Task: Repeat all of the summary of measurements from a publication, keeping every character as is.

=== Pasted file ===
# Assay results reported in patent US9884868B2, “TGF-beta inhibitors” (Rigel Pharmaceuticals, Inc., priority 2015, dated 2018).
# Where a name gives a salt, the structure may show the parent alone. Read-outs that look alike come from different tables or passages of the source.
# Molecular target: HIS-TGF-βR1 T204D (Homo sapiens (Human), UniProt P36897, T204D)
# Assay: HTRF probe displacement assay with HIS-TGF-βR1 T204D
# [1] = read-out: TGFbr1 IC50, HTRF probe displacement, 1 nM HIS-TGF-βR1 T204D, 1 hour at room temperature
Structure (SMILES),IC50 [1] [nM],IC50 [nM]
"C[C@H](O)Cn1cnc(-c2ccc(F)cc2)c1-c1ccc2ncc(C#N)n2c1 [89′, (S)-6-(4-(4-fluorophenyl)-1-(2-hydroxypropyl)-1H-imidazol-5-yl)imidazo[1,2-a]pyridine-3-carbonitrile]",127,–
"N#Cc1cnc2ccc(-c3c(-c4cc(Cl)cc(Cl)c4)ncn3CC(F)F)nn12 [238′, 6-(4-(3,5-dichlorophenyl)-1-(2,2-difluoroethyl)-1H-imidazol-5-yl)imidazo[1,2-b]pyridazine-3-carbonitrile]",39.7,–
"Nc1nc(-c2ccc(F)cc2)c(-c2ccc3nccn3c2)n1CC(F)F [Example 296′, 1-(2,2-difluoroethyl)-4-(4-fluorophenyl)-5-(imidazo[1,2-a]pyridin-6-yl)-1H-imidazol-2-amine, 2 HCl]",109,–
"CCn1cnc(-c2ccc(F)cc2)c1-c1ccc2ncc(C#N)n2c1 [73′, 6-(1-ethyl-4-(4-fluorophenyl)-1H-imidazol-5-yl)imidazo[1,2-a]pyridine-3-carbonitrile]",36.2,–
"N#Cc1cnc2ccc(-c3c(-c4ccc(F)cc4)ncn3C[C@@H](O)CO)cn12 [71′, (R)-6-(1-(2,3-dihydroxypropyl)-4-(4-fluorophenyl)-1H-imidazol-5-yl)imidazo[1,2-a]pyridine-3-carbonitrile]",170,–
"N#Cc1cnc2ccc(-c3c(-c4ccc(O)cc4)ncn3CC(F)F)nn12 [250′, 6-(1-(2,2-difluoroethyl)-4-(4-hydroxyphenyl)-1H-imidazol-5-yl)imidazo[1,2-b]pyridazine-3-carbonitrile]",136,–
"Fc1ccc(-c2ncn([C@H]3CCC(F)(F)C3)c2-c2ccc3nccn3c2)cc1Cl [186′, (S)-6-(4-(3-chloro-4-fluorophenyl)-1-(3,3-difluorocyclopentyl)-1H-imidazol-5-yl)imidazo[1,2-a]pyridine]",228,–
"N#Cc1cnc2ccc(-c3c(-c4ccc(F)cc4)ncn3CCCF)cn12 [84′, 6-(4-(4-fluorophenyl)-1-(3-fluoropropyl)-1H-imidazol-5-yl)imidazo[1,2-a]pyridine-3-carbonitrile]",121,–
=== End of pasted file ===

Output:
# Assay results reported in patent US9884868B2, “TGF-beta inhibitors” (Rigel Pharmaceuticals, Inc., priority 2015, dated 2018).
# Where a name gives a salt, the structure may show the parent alone. Read-outs that look alike come from different tables or passages of the source.
# Molecular target: HIS-TGF-βR1 T204D (Homo sapiens (Human), UniProt P36897, T204D)
# Assay: HTRF probe displacement assay with HIS-TGF-βR1 T204D
# [1] = read-out: TGFbr1 IC50, HTRF probe displacement, 1 nM HIS-TGF-βR1 T204D, 1 hour at room temperature
Structure (SMILES),IC50 [1] [nM],IC50 [nM]
"C[C@H](O)Cn1cnc(-c2ccc(F)cc2)c1-c1ccc2ncc(C#N)n2c1 [89′, (S)-6-(4-(4-fluorophenyl)-1-(2-hydroxypropyl)-1H-imidazol-5-yl)imidazo[1,2-a]pyridine-3-carbonitrile]",127,–
"N#Cc1cnc2ccc(-c3c(-c4cc(Cl)cc(Cl)c4)ncn3CC(F)F)nn12 [238′, 6-(4-(3,5-dichlorophenyl)-1-(2,2-difluoroethyl)-1H-imidazol-5-yl)imidazo[1,2-b]pyridazine-3-carbonitrile]",39.7,–
"Nc1nc(-c2ccc(F)cc2)c(-c2ccc3nccn3c2)n1CC(F)F [Example 296′, 1-(2,2-difluoroethyl)-4-(4-fluorophenyl)-5-(imidazo[1,2-a]pyridin-6-yl)-1H-imidazol-2-amine, 2 HCl]",109,–
"CCn1cnc(-c2ccc(F)cc2)c1-c1ccc2ncc(C#N)n2c1 [73′, 6-(1-ethyl-4-(4-fluorophenyl)-1H-imidazol-5-yl)imidazo[1,2-a]pyridine-3-carbonitrile]",36.2,–
"N#Cc1cnc2ccc(-c3c(-c4ccc(F)cc4)ncn3C[C@@H](O)CO)cn12 [71′, (R)-6-(1-(2,3-dihydroxypropyl)-4-(4-fluorophenyl)-1H-imidazol-5-yl)imidazo[1,2-a]pyridine-3-carbonitrile]",170,–
"N#Cc1cnc2ccc(-c3c(-c4ccc(O)cc4)ncn3CC(F)F)nn12 [250′, 6-(1-(2,2-difluoroethyl)-4-(4-hydroxyphenyl)-1H-imidazol-5-yl)imidazo[1,2-b]pyridazine-3-carbonitrile]",136,–
"Fc1ccc(-c2ncn([C@H]3CCC(F)(F)C3)c2-c2ccc3nccn3c2)cc1Cl [186′, (S)-6-(4-(3-chloro-4-fluorophenyl)-1-(3,3-difluorocyclopentyl)-1H-imidazol-5-yl)imidazo[1,2-a]pyridine]",228,–
"N#Cc1cnc2ccc(-c3c(-c4ccc(F)cc4)ncn3CCCF)cn12 [84′, 6-(4-(4-fluorophenyl)-1-(3-fluoropropyl)-1H-imidazol-5-yl)imidazo[1,2-a]pyridine-3-carbonitrile]",121,–